Braille Monitor                                                                                 January 2006


Building a Global Library for People with Print Disabilities

by Jim Fruchterman

Jim Fruchterman
Jim Fruchterman

From the Editor: Jim Fruchterman, founder of Benetech, the not-for-profit organization that developed, delivered the following address at the World Summit on the Information Society in Tunis, Tunisia, on November 15, 2005. If anyone can be said to be an expert in a field as young as making electronic print material accessible to print-disabled readers, Jim Fruchterman is that person. This is what he said:

Hi, I’m here from Silicon Valley, and I’m here to help you.” These words may not always inspire comfort, but I hope to reassure you in my talk today. Technology people like me love to solve problems with technology. Important and dramatic problems are even more attractive. And building a global digital library for people with print disabilities is one of those attractive problems. Even better, it’s within our grasp to solve it today.

We want to build a world in which a blind girl and her sighted friend have equal access in reading, whether it’s a novel, a textbook, or a newspaper. And for that blind girl it has to be at least as easy, as cheap, and as fast as it is for her sighted friend to access all of this information.

Goals in Building a Global Library

What are the nonbarriers? What stands in our way? What are the barriers to reaching these goals? First let me tell you what the barriers are not.

• Money—global society is already spending the money on book access and disability access that could achieve the majority of our goals. Amazon and Google have already allocated the money to scan almost all books available in English and are starting to scan books in other languages. We spend a huge amount on disability access in ways that used to make sense but as time goes on will be replaced with much less expensive ways. The money is there.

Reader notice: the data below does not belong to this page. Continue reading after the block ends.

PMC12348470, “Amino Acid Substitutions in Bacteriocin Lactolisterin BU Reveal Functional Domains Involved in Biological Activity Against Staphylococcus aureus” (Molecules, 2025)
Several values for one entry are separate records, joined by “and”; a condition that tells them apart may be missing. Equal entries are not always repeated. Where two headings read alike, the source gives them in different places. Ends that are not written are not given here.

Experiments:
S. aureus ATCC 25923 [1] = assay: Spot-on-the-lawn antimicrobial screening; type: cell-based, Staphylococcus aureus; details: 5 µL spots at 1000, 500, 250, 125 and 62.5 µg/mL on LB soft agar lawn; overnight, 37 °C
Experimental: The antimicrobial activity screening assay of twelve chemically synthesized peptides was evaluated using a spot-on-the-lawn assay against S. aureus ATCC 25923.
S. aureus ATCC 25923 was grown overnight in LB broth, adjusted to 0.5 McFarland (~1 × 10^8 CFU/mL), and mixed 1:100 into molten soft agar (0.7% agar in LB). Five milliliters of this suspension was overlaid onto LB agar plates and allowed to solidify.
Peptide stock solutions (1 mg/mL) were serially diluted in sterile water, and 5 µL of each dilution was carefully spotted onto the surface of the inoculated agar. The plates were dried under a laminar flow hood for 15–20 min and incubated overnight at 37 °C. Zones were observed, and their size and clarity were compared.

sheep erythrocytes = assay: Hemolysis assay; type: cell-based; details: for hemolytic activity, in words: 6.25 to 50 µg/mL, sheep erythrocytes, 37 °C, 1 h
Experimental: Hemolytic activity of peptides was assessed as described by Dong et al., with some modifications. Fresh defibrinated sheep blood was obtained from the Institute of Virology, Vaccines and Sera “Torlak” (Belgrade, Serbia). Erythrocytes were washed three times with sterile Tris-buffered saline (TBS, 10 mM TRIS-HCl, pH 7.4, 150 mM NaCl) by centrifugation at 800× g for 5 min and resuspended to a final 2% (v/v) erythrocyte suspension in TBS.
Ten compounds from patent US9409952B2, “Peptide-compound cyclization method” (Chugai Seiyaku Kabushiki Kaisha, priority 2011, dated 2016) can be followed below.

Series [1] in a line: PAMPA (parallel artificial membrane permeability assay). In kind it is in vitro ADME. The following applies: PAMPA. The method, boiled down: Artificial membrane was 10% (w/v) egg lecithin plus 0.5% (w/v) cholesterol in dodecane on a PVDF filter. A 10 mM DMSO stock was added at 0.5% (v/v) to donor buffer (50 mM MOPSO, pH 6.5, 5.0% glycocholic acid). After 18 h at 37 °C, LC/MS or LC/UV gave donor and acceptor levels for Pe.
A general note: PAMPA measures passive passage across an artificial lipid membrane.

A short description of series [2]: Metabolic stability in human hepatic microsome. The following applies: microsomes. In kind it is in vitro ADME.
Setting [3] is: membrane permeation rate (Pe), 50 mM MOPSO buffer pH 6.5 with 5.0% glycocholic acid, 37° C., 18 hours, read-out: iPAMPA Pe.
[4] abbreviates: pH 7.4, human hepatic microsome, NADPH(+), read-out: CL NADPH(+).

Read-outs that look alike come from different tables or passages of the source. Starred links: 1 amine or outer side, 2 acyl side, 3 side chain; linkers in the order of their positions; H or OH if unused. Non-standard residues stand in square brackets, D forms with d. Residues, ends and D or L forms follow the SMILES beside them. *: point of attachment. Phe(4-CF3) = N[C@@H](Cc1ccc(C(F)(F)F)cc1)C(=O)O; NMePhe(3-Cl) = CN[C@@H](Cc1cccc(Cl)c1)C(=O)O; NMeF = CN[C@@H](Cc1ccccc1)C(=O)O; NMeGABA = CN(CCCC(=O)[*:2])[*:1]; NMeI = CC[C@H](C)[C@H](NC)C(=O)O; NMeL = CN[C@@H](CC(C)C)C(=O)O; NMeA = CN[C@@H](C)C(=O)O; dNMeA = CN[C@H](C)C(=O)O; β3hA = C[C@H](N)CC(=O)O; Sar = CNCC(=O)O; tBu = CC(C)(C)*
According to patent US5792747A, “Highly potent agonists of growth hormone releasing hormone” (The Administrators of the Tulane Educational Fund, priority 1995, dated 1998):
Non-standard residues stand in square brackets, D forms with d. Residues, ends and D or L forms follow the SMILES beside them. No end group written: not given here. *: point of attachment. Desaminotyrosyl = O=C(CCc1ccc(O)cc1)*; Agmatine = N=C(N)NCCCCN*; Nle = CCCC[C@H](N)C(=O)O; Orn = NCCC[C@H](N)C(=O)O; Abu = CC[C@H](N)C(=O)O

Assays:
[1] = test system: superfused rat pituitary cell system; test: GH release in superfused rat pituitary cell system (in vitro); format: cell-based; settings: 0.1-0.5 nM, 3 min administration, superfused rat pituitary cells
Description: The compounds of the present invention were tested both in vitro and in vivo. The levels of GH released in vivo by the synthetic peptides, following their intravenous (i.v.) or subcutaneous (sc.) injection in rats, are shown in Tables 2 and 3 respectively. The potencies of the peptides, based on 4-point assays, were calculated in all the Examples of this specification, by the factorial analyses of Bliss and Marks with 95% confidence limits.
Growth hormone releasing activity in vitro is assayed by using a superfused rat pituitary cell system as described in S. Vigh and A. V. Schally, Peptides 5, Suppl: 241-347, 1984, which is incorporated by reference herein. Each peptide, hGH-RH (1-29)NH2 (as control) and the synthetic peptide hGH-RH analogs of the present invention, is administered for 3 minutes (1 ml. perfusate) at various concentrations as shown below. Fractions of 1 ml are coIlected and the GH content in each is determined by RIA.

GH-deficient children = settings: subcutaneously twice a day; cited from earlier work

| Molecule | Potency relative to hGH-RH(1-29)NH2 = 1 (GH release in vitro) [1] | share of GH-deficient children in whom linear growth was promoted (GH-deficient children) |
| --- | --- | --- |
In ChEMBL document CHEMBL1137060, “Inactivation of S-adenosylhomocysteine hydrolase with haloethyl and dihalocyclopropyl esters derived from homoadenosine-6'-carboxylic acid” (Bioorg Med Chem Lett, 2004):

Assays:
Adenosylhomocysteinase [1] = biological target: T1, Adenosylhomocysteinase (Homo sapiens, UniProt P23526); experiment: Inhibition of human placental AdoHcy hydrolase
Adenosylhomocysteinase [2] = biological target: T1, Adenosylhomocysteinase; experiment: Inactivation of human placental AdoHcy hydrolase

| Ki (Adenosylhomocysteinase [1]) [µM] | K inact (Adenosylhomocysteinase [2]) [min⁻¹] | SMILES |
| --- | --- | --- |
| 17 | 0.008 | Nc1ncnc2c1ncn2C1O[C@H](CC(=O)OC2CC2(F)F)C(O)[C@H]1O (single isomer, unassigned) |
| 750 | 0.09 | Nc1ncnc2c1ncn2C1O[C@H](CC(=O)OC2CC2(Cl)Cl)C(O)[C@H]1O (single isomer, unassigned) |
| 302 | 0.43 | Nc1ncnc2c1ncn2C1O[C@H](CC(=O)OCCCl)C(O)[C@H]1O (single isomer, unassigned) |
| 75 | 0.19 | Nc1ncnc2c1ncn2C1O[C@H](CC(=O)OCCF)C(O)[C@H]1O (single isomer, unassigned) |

• Technology—we already have the technology to reach the majority of our goals. High-speed scanning, check. High-quality voice synthesis, check. Increasingly automatic conversions into disability-specific formats, check (though we could be doing better here). Free talking software to read books aloud on personal computers, check.

• Individual access—we could be delivering accessible books on cell phones today and could have these books to people in all but the poorest countries in the next five or ten years. A cell phone today has the processing power of a PC of five years ago. In the coming five years standard cell phones are going to be cheap and powerful enough to do everything we need to do for disability access.

• Passion for access—people with disabilities have the passion for reading because it is the key to most social objectives from education to employment to participation in religion to integration with society. We have the motivation to gain access as the community of people with disabilities and the people who care about them.

• Production of digital content—the great majority of what we want to read is already in digital form, ready to be converted into accessible forms. Publishers are already realizing that digital books are going to be critical to their business success. When the business objectives of publishers overlap with the accessibility desires of people with disabilities, we are going to be lucky.

The Barrier

The advancements of the information and communication technology sector have put the global library within reach and have created the possibility of universal access. Our job is to find those last few barriers and overcome them to realize this possibility. Today I am going to talk only about the biggest barrier, finding a way to share the content across borders and building a consistent culture of sharing that is legal and practical. Why is sharing hard?